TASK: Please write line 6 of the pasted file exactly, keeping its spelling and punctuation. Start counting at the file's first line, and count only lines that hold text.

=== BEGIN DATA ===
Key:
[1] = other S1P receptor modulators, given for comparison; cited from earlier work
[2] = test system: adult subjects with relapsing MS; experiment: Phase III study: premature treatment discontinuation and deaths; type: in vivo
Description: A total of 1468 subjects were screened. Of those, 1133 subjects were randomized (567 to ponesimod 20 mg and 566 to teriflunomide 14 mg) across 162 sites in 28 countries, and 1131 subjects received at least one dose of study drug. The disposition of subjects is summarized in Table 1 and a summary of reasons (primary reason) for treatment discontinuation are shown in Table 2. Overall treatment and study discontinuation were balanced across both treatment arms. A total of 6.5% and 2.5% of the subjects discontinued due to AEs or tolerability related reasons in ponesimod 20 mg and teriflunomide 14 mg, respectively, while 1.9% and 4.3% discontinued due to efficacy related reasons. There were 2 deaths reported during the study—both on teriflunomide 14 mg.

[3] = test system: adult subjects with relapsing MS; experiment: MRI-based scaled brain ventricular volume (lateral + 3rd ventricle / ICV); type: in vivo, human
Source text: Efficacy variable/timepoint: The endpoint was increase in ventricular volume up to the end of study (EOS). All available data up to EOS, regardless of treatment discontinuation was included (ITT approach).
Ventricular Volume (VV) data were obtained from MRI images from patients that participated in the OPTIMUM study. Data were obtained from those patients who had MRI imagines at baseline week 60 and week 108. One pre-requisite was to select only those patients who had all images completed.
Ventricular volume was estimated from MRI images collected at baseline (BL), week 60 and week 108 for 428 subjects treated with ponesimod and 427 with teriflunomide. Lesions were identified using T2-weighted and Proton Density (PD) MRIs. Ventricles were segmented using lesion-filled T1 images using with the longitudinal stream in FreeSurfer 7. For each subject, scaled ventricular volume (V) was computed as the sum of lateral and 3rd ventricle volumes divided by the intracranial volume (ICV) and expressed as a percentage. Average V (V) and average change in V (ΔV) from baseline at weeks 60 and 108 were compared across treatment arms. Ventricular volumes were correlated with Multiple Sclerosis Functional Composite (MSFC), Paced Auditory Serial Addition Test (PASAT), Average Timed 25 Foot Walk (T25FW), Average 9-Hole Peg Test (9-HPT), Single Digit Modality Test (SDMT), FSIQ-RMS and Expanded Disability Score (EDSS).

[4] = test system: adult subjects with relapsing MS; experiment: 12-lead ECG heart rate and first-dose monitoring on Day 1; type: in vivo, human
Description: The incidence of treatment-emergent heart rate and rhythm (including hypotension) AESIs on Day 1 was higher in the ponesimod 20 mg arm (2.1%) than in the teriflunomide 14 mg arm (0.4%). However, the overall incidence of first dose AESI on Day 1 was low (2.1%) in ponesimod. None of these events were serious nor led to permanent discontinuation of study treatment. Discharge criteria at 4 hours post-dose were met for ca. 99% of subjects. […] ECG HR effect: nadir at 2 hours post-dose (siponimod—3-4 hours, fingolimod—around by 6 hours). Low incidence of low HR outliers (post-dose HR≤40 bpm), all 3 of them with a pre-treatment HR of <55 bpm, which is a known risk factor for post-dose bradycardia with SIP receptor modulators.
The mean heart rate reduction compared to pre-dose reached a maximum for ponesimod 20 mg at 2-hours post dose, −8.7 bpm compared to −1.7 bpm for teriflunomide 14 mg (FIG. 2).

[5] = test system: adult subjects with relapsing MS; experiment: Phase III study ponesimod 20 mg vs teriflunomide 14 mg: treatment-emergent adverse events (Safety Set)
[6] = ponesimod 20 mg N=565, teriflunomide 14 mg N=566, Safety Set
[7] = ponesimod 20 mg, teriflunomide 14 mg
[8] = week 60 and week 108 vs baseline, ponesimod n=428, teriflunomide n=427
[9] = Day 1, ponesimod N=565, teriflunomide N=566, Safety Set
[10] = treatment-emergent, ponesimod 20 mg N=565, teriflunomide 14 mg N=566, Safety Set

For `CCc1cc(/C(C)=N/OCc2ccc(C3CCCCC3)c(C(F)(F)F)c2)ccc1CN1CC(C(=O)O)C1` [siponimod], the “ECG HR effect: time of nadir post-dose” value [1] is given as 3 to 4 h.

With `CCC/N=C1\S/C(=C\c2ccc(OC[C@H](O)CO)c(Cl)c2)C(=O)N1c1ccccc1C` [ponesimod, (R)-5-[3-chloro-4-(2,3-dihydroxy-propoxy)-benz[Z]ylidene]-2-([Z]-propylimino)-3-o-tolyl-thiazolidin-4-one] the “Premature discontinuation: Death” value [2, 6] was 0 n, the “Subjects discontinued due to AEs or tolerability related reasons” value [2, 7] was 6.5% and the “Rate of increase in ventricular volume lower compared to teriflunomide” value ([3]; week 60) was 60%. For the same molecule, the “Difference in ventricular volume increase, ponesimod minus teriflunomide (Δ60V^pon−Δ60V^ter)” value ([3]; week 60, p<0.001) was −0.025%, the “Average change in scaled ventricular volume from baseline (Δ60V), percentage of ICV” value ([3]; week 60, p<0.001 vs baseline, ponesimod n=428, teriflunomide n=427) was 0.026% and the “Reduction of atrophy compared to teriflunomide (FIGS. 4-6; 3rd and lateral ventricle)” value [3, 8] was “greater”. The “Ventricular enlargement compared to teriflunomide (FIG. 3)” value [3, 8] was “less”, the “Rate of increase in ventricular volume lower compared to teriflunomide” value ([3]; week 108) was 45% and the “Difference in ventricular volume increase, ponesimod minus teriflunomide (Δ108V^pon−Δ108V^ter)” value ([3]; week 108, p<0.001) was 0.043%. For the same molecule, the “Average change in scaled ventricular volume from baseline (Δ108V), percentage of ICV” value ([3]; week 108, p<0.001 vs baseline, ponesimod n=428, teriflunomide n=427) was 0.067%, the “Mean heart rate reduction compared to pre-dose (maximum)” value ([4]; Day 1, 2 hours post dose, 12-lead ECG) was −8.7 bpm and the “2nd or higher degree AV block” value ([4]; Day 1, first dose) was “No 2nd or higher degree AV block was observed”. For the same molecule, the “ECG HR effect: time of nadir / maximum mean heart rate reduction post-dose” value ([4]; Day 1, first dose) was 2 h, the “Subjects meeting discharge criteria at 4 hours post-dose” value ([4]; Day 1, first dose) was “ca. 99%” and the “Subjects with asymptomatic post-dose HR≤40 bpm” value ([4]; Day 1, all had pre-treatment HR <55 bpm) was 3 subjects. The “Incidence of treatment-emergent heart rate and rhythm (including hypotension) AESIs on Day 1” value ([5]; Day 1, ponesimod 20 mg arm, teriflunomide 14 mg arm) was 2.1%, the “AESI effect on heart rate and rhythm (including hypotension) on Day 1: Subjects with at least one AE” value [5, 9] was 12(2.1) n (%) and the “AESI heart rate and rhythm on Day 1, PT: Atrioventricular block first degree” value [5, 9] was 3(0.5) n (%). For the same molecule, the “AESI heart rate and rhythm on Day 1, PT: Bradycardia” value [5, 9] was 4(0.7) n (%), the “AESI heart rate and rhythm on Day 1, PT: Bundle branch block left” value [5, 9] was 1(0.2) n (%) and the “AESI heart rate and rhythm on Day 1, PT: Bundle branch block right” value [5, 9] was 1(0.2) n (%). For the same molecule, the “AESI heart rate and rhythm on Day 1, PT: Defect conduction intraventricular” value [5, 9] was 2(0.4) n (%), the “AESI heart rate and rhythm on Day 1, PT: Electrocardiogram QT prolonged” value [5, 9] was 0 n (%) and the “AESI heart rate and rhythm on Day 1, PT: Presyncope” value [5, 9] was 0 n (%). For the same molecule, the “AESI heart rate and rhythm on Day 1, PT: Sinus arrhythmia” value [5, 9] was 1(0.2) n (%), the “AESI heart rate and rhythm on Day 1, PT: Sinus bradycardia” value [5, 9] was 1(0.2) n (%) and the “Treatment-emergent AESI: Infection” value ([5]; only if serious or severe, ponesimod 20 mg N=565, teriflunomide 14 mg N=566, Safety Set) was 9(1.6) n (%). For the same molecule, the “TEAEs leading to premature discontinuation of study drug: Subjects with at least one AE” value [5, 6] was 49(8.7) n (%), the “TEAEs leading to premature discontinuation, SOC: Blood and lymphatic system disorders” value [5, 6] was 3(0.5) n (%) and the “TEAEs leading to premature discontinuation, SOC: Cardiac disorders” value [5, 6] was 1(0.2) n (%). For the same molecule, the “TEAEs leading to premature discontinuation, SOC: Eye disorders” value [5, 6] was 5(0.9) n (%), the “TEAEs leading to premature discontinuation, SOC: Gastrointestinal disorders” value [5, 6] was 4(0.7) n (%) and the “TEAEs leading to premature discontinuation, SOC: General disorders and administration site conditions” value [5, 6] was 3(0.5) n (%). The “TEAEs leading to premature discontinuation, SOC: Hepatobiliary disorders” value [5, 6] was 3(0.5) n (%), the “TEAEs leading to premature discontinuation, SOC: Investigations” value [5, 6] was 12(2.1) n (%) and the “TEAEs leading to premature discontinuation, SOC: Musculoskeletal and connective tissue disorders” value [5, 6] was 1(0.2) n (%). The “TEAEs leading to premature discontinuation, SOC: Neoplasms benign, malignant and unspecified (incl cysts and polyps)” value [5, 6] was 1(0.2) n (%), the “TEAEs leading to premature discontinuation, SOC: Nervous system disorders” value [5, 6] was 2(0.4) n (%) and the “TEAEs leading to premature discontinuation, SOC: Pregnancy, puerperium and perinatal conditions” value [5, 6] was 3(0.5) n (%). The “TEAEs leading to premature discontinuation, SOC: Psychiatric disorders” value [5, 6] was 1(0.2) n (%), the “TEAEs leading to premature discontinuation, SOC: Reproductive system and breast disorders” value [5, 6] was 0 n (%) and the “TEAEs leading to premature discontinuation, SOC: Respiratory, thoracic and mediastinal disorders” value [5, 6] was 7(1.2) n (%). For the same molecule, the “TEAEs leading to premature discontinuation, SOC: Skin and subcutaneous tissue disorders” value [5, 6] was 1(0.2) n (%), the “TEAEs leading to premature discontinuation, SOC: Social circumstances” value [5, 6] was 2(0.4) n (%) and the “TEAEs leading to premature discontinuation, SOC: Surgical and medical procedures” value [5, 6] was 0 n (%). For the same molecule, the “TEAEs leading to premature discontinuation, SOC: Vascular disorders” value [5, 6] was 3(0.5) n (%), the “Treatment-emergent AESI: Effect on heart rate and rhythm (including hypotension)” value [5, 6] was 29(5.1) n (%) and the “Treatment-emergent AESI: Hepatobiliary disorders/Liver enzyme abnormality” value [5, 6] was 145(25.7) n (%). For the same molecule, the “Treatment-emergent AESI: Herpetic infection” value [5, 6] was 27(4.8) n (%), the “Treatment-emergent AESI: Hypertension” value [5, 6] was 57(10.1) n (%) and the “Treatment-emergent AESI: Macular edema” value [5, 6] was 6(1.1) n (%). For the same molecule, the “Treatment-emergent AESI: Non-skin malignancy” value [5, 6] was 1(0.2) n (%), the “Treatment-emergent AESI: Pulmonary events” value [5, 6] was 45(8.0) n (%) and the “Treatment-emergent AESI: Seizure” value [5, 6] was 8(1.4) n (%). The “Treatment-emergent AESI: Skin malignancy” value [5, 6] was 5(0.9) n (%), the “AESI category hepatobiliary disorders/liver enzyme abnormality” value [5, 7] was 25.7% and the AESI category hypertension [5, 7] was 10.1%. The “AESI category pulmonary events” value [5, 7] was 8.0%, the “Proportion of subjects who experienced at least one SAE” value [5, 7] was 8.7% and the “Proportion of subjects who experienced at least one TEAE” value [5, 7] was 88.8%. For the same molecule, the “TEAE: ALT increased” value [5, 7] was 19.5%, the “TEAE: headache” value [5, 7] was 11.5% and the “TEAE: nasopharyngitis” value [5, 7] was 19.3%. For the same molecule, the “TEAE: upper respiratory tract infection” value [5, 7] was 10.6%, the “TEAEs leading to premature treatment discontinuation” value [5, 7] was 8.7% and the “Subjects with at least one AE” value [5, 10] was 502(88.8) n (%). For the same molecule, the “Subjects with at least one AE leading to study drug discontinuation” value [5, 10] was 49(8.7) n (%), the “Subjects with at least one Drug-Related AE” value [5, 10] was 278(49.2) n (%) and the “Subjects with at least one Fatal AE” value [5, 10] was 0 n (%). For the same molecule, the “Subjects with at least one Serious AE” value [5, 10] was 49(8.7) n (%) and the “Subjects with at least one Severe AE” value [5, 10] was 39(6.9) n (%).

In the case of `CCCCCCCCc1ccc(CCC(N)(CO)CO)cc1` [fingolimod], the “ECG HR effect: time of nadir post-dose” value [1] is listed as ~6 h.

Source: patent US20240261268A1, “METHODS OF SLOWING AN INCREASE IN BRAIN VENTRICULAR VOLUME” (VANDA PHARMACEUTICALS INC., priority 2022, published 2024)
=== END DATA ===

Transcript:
Source text: Efficacy variable/timepoint: The endpoint was increase in ventricular volume up to the end of study (EOS). All available data up to EOS, regardless of treatment discontinuation was included (ITT approach).